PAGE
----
There are just over 35.1 million cars on the roads in the UK. One in every 32 cars now comes with a plug in the United Kingdom, with 1.1 million electric cars now in use, according to the Society of Motor Manufacturers and Traders (SMMT). There are just under 4.9 million vans, 72,722 buses and 615,570 trucks. The good news is that there has been a significant increase in the adoption of electric commercial vehicles in the UK.
The SMMT says ownership of electric commercial vehicles has risen, with vans up some 67.3% and buses and coaches increasing by 34.9%, while the number of zero emission trucks has almost trebled since last year — although they still account for fewer than one in 600 in use at the end of December 2022. For electric vans, this strong growth has continued into 2023 with deliveries of battery-electric vans up by 32.7% compared to March 2022. This was driven by an increasing choice of models, which makes switching to zero emission vehicles more compelling. 2,534 BEV vans were sold in March. The electric van market share for the month was 5.3% of the UK’s LCV market, which is an important number. A 5% market share is seen as a key milestone and tipping point for EV adoption.
One the leaders in the electric van space is SAIC with its Maxus brand. SAIC has just launched the eDeliver 7 in the UK and orders for this van open in July. The eDeliver 7 is positioned right in between the eDeliver 3 and the eDeliver 9, and this should be a popular van which will help boost electric van sales even further.
The UK’s electric bus sector should also see some significant gains going forward with exciting new developments, such as the recent announcement by Alexander Dennis to convert its current Larbert headquarters located in Scotland into a future manufacturing plant. From August of 2023, the Larbert site will concentrate on producing the new Enviro400EV zero-emission bus, putting the newest body on the most recent battery-electric Alexander Dennis chassis.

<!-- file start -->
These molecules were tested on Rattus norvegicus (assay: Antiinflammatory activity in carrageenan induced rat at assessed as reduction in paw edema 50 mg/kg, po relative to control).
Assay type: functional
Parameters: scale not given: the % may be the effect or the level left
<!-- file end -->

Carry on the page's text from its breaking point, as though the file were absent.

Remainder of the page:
The SMMT says “the UK’s bus and coach fleet, however, has fallen again, by -2.3% to 72,766 vehicles — the lowest since records began, with 16,608 going out of service over the last decade. More than one in four buses have been in use for more than 15 years, demonstrating the need for support to encourage operators to invest in the latest zero-emission buses given the essential role these vehicles play in providing mobility for millions of people and in road transport decarbonisation.” It would be great to get the size of the UK’s bus fleet back to its higher levels as in the past by adding new electric buses on top of replacing the aging fleet of diesel buses that have been in use for more than 15 years.
There are more exciting developments in the heavy electric truck segment too, a sector that is very much under-served, as shown by the numbers from the SMMT that show fewer than one in 600 in use as at the end of December 2022. Recently, Renault Trucks UK and partners have been working on solutions to electrify this important segment. The UK’s first all-electric ready-mix concrete mixer has successfully completed a three-month trial of commercial deliveries across Birmingham for Tarmac, marking a significant step on the path to net zero construction.
The SMMT also says “public chargepoint rollout continues to lag behind EV uptake, with one standard public charger for every 36 plug-in cars on the road, down from 31 in 2021. The need for investment is even more intense for other road transport sectors, however, as these existing chargepoints may not be suitably located or sized to serve van operators, and there are no dedicated HGV charging points on the UK’s strategic road network at all. Deployment of infrastructure appropriate for commercial vehicles would energise uptake of the latest electric vehicles, accelerate fleet renewal to take older units off the road, and help reduce the UK’s carbon footprint.”
Several companies are scaling up the rollout of charge points in the UK, and this should help address the situation in future. As the fleet of electric heavy goods vehicle grows, there needs to be more dedicated charge points for these heavy vehicles, as stated by the SMMT.
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